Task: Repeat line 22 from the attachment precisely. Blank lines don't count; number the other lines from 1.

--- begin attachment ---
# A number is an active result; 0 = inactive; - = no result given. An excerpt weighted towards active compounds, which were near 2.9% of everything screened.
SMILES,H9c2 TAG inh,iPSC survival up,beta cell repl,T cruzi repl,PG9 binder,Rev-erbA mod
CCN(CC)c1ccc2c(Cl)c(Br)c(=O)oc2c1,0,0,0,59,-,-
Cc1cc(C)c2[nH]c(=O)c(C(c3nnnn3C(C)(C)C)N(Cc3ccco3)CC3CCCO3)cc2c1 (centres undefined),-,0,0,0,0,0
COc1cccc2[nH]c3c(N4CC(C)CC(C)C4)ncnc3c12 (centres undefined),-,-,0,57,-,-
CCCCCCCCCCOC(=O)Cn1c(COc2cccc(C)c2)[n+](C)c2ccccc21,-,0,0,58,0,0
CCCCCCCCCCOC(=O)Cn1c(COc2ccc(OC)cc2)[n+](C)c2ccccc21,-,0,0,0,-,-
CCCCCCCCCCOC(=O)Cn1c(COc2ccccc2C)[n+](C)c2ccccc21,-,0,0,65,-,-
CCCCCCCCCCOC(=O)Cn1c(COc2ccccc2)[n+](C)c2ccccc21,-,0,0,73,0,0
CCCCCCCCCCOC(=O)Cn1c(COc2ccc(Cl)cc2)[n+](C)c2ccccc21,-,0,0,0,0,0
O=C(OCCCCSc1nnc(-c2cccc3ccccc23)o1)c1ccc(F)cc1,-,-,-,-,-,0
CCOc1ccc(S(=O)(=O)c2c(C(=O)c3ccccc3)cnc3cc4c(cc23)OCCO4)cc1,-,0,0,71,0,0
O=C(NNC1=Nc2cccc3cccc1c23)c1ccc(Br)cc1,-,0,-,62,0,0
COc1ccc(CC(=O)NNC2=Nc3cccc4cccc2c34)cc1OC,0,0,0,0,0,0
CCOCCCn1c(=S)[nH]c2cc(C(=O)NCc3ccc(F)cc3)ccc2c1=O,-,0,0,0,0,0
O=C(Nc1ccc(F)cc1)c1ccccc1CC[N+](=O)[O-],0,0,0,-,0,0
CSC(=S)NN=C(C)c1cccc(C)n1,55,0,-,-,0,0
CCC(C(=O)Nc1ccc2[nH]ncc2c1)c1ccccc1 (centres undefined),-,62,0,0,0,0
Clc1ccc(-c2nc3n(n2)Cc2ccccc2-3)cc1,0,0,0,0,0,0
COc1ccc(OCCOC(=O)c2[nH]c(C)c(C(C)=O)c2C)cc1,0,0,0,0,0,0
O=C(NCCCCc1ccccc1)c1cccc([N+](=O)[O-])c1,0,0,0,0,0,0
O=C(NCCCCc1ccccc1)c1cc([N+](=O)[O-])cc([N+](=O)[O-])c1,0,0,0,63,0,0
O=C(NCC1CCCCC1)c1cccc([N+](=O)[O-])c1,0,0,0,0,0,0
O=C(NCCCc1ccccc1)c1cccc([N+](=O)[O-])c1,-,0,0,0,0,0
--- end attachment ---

O=C(NCCCCc1ccccc1)c1cc([N+](=O)[O-])cc([N+](=O)[O-])c1,0,0,0,63,0,0